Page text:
Chemists look to mine silver from laundry wastewater

washing machine
Laundered fabrics have become a notable source of silver, which can be lost to the environment. Now chemists are working to retrieve that precious metal from wash water.

Believe it or not, laundry wash water can hold a mother lode of silver. And scientists are looking for ways to recover this precious metal. Their main goal is not to make big bucks selling it to people who make jewelry, coins or pricey flatware. Silver is toxic. So researchers want to catch it before it threatens wildlife. Now, two environmental engineers report preliminary success doing just that.

They have developed a way to extract silver from wash water. If the technique proves affordable and reliable, that silver could be recycled for a host of uses. The researchers have just shared their innovation in the January 2 ACS Sustainable Chemistry & Engineering.

For years, companies have added nano-sized bits of silver to all types of products — especially fabrics. Their main aim has been to fight the growth of odor-causing bacteria. That’s why this treatment has been especially popular for athletic wear, such as socks.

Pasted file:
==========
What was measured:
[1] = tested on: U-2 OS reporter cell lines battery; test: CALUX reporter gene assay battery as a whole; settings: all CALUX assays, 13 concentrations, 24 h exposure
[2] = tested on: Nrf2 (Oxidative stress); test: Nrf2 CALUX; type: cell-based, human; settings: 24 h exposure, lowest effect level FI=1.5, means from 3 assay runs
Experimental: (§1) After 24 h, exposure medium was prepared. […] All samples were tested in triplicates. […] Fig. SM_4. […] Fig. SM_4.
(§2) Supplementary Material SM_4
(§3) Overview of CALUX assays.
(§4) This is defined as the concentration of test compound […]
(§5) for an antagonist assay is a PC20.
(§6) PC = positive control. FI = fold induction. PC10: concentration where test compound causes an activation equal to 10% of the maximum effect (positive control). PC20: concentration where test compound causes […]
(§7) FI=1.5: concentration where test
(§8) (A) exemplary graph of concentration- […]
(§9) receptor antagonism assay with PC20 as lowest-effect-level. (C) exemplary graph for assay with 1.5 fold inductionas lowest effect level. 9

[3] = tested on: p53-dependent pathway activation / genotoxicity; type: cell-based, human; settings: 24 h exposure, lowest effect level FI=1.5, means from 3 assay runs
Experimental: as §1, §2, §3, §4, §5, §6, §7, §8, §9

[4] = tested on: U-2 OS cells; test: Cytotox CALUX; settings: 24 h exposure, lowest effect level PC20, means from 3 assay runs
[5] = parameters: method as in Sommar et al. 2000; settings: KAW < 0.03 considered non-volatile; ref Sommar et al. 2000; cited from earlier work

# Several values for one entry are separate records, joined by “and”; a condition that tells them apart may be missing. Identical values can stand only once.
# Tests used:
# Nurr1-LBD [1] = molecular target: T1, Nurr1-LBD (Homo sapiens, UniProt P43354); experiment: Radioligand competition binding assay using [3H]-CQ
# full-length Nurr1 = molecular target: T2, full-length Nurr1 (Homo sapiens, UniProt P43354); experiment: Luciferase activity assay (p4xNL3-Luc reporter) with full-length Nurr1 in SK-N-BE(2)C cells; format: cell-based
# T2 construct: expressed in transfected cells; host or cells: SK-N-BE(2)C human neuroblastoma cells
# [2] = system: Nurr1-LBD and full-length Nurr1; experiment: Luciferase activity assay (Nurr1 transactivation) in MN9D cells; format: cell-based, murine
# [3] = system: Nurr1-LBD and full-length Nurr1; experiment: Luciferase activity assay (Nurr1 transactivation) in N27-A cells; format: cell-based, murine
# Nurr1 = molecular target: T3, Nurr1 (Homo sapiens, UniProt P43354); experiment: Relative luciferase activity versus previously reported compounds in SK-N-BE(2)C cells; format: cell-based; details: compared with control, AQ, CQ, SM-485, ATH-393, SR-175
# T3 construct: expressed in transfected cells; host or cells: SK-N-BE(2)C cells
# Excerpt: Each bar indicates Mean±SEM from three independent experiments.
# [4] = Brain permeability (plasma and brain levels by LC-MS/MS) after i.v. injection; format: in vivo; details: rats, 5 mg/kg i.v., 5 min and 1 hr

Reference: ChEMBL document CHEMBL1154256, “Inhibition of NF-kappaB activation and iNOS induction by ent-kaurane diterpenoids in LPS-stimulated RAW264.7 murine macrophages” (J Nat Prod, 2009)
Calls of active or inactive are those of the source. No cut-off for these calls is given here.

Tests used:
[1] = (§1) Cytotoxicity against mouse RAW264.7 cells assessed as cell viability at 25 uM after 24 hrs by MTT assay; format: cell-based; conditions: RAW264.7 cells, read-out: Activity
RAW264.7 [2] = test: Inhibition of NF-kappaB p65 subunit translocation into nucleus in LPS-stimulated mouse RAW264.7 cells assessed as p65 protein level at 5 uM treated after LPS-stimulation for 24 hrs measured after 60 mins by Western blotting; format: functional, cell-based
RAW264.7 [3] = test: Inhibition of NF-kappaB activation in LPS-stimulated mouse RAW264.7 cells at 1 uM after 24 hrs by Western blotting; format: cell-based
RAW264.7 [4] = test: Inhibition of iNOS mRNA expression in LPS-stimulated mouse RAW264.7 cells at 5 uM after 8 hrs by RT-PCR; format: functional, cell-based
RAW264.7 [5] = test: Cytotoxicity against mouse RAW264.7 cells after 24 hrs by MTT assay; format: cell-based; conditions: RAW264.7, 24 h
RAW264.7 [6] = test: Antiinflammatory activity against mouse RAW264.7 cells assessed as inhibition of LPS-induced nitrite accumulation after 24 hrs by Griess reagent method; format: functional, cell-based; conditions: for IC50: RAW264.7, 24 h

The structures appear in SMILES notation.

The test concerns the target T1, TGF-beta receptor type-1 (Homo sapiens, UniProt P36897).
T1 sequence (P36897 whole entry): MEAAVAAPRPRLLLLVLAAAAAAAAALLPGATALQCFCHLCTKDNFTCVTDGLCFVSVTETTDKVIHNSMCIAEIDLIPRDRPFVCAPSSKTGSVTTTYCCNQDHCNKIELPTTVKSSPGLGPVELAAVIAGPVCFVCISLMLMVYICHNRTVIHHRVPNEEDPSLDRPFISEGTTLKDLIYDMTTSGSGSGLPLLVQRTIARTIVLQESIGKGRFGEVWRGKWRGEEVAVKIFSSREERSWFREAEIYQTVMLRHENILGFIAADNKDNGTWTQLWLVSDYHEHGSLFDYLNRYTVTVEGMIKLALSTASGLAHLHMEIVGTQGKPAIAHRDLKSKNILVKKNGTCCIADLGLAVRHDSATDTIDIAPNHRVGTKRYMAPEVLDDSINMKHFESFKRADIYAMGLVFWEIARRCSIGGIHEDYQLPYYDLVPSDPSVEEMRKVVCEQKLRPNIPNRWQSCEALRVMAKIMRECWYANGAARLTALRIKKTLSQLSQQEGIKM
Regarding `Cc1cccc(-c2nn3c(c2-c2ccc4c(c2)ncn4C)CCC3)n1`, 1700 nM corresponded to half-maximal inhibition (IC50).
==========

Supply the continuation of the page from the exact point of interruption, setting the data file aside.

Studies soon showed, however, that nanosilver doesn’t stay put. It soon starts washing away in the laundry. Because that wash water ultimately makes its way into rivers, lakes and the ocean, so can the silver. And that could pose risks to wildlife.

pristine river
The same silver that can kill bacteria in sweaty socks, t-shirts, towels and other fabrics also can kill beneficial microbes in the environment. That’s why it’s important not to let costly silver escape during laundering.

“[Researchers] are walking a fine line between silver’s desirable properties and its potential toxicity to the environment,” argues science journalist Silke Schmidt. “Products embedded with nano-silver,” she notes, “tend to lose some of their silver coating every time they’re laundered.”

And stinky germs are not the only things that metal can poison. “Silver is harmful to humans, rats and aquatic species such as zebrafish and rainbow trout,” notes Tabish Nawaz. He’s an environmental engineer who works at the University of Massachusetts in Dartmouth. That same silver also can harm the growth of aquatic embryos, he notes, such as those of developing fish.

To protect all these creatures, he says, that silver needs to be removed from the laundry water before it spills out of a community’s waste-treatment plant. With that in mind, Nawaz teamed up with Sukalyan Sengupta, also at the University of Massachusetts. Together they are fine-tuning a technique to mine that nuisance silver from the laundry.

The trick: Turn to chemistry

Ions are electrically charged atoms…

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